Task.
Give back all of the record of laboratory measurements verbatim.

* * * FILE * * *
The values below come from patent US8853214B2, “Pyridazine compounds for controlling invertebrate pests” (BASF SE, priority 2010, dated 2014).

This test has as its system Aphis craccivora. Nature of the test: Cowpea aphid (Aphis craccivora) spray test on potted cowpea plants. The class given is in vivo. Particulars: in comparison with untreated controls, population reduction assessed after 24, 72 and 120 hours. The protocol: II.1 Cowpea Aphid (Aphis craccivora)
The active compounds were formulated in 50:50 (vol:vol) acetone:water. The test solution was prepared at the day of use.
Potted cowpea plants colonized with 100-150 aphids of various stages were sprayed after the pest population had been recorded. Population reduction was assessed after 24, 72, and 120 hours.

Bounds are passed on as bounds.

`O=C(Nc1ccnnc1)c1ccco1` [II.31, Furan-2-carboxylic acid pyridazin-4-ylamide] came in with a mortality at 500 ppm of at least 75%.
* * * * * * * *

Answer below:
The values below come from patent US8853214B2, “Pyridazine compounds for controlling invertebrate pests” (BASF SE, priority 2010, dated 2014).

This test has as its system Aphis craccivora. Nature of the test: Cowpea aphid (Aphis craccivora) spray test on potted cowpea plants. The class given is in vivo. Particulars: in comparison with untreated controls, population reduction assessed after 24, 72 and 120 hours. The protocol: II.1 Cowpea Aphid (Aphis craccivora)
The active compounds were formulated in 50:50 (vol:vol) acetone:water. The test solution was prepared at the day of use.
Potted cowpea plants colonized with 100-150 aphids of various stages were sprayed after the pest population had been recorded. Population reduction was assessed after 24, 72, and 120 hours.

Bounds are passed on as bounds.

`O=C(Nc1ccnnc1)c1ccco1` [II.31, Furan-2-carboxylic acid pyridazin-4-ylamide] came in with a mortality at 500 ppm of at least 75%.